Full text: Borrowing and business in Australia

necessity for making increasing external payments ; and the only 
response possible would involve an increase in exports, a de- 
crease in imports, or both. To the extent that Australia finds 
it economically impracticable to secure additional supplies of 
capital on the same scale as in the last half-century, she would 
be compelled to widen the margin between production and con- 
sumption. All the phenomena characteristic of the short-period 
credit restriction occurring at the end of the borrowing cycle 
would become the normal condition of a less marked but more 
protracted period of depression. 
Within certain limits an increase in exports and a decrease 
in imports might be easily achieved ; and the impact on living 
standards, as Dyason indicates, might be so slight as to be 
almost negligible. Beyond these limits, however, a depression 
of the standard of living must be anticipated ; and, in the pro-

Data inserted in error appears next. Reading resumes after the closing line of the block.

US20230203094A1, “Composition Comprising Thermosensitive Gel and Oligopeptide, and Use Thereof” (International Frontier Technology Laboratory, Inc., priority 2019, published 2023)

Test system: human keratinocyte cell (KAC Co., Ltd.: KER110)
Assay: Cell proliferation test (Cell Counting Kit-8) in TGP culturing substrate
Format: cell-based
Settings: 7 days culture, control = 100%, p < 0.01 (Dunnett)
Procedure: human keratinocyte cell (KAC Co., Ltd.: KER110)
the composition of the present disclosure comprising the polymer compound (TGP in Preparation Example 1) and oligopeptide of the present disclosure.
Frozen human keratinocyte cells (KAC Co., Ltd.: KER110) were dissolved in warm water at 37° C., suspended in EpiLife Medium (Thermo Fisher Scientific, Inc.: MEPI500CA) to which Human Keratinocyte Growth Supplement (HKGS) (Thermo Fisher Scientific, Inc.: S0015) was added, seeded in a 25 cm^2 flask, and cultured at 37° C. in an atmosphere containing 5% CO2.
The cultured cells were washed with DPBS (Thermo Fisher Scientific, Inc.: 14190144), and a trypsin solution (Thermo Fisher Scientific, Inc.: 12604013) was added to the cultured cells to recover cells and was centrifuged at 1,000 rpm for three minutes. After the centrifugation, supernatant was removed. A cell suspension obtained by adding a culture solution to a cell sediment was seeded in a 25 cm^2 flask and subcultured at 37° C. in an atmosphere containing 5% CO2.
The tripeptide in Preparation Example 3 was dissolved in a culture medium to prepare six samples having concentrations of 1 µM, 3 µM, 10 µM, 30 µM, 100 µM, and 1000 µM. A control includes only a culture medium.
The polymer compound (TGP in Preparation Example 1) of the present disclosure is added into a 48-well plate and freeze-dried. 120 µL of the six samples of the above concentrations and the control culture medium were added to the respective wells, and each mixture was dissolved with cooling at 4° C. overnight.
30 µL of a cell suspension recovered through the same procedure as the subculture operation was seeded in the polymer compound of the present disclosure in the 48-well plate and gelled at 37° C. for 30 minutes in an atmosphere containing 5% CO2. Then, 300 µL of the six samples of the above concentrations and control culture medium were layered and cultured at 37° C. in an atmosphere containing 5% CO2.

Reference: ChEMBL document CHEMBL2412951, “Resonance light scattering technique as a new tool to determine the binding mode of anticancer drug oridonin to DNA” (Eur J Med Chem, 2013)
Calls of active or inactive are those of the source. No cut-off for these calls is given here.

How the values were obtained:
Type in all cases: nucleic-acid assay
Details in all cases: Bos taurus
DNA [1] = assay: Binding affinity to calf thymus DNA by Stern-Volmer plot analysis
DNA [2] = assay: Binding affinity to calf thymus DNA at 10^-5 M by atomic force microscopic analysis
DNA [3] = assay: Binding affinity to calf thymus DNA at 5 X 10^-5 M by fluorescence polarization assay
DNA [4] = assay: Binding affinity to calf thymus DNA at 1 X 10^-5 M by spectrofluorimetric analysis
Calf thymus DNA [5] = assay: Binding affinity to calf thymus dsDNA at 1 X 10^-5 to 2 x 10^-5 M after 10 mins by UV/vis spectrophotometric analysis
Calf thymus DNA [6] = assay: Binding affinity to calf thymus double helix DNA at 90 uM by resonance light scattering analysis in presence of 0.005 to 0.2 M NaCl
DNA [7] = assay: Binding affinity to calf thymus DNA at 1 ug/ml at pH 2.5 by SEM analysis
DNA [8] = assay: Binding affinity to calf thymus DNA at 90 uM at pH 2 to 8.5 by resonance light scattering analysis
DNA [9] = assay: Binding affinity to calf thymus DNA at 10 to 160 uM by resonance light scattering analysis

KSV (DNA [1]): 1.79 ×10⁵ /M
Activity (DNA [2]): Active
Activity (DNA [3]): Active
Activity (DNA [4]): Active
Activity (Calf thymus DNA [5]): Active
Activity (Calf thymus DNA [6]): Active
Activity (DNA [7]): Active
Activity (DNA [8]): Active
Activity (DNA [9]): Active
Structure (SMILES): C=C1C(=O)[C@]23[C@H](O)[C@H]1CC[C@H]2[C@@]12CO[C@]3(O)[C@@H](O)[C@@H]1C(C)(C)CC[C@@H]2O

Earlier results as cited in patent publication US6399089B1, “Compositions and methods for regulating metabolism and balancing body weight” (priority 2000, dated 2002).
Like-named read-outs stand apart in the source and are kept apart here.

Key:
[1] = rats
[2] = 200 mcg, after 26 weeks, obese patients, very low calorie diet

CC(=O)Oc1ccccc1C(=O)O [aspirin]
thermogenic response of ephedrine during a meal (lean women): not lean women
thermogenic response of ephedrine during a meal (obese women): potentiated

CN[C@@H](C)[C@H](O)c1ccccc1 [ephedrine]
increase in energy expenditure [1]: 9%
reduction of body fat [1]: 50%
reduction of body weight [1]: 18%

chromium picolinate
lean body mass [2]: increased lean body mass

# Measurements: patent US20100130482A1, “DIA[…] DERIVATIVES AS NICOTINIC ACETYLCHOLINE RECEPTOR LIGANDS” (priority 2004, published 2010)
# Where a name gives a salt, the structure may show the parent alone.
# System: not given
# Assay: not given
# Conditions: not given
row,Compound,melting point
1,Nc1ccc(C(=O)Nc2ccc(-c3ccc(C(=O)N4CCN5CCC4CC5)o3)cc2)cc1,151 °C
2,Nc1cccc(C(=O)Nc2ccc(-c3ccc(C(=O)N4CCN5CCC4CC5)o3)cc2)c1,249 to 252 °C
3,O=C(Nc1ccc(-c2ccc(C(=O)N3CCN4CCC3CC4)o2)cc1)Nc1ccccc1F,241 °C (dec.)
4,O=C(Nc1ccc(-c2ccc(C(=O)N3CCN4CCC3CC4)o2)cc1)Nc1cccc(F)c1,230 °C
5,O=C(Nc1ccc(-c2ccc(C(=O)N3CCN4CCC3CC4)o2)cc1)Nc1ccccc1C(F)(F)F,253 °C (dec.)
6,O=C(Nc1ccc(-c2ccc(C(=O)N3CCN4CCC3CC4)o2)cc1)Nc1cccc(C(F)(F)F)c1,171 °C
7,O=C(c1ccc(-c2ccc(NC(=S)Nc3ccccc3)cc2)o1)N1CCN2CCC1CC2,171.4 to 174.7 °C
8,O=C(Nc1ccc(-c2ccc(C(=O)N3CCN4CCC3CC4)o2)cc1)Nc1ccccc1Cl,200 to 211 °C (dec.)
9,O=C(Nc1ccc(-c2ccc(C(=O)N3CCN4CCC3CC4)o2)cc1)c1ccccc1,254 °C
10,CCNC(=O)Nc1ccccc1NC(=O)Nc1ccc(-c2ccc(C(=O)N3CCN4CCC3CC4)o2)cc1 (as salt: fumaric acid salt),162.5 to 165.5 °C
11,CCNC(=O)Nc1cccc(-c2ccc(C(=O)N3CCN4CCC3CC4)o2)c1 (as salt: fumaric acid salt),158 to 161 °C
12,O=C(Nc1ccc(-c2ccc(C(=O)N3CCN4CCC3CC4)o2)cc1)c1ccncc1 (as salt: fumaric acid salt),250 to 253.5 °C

cess, a certain amount of economic friction would characterize 
the change. To cover the increased payments abroad—in- 
creased, in effect, because there would be no incoming capital 
as an ofiset—both State and Federal governments would be 
under the necessity of increasing taxation; and the effect of this 
upon the community as a whole would be to reduce consumption 
by a like amount. The decline in demand which would follow 
diminished purchasing power would be felt in the markets for 
both home- and foreign-trade commodities. The effect on the 
market for foreign-trade goods would be to diminish imports: 
that on domestic markets would be to release an additional 
portion of production for export. To that extent the regulation 
of the international equilibrium would be automatic and 
It will be seen, however, that the effect upon the balance of 
trade is merely an indirect one. A situation is conceivable, 
indeed has already developed, when this indirect stimulation of 
exports would not be adequate to bridge the discrepancy 
between the two sides of the international account. Means would 
then have to be devised, partly by means of still higher taxation, 
partly by industrial policy, to enlarge the disposable income, 
i.e. to divert such a proportion of the productive power of the 
community from the production of home-trade commodities to 
that of foreign-trade commodities as would cancel the difference 
in the balance of payments. Such a diversion could only be

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